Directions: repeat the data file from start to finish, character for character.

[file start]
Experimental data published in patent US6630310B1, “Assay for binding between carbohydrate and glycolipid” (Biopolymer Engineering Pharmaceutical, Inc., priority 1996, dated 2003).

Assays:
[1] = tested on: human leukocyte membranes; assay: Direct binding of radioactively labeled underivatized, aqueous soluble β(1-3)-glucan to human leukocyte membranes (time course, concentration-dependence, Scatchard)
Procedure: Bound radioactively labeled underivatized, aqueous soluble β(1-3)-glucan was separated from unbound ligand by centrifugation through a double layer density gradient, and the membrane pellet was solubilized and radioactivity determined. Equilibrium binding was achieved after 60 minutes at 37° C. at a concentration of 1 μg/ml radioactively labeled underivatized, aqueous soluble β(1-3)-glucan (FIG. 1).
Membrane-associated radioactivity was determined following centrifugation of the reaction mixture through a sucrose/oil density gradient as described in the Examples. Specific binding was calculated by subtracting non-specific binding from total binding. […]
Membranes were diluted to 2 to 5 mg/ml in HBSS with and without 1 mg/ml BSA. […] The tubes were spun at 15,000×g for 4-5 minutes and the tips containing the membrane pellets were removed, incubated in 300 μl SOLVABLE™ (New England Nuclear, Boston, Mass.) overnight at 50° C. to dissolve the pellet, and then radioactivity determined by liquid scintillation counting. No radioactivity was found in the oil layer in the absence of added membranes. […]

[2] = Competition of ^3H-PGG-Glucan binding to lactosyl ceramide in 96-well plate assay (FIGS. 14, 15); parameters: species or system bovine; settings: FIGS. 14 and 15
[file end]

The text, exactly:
Experimental data published in patent US6630310B1, “Assay for binding between carbohydrate and glycolipid” (Biopolymer Engineering Pharmaceutical, Inc., priority 1996, dated 2003).

Assays:
[1] = tested on: human leukocyte membranes; assay: Direct binding of radioactively labeled underivatized, aqueous soluble β(1-3)-glucan to human leukocyte membranes (time course, concentration-dependence, Scatchard)
Procedure: Bound radioactively labeled underivatized, aqueous soluble β(1-3)-glucan was separated from unbound ligand by centrifugation through a double layer density gradient, and the membrane pellet was solubilized and radioactivity determined. Equilibrium binding was achieved after 60 minutes at 37° C. at a concentration of 1 μg/ml radioactively labeled underivatized, aqueous soluble β(1-3)-glucan (FIG. 1).
Membrane-associated radioactivity was determined following centrifugation of the reaction mixture through a sucrose/oil density gradient as described in the Examples. Specific binding was calculated by subtracting non-specific binding from total binding. […]
Membranes were diluted to 2 to 5 mg/ml in HBSS with and without 1 mg/ml BSA. […] The tubes were spun at 15,000×g for 4-5 minutes and the tips containing the membrane pellets were removed, incubated in 300 μl SOLVABLE™ (New England Nuclear, Boston, Mass.) overnight at 50° C. to dissolve the pellet, and then radioactivity determined by liquid scintillation counting. No radioactivity was found in the oil layer in the absence of added membranes. […]

[2] = Competition of ^3H-PGG-Glucan binding to lactosyl ceramide in 96-well plate assay (FIGS. 14, 15); parameters: species or system bovine; settings: FIGS. 14 and 15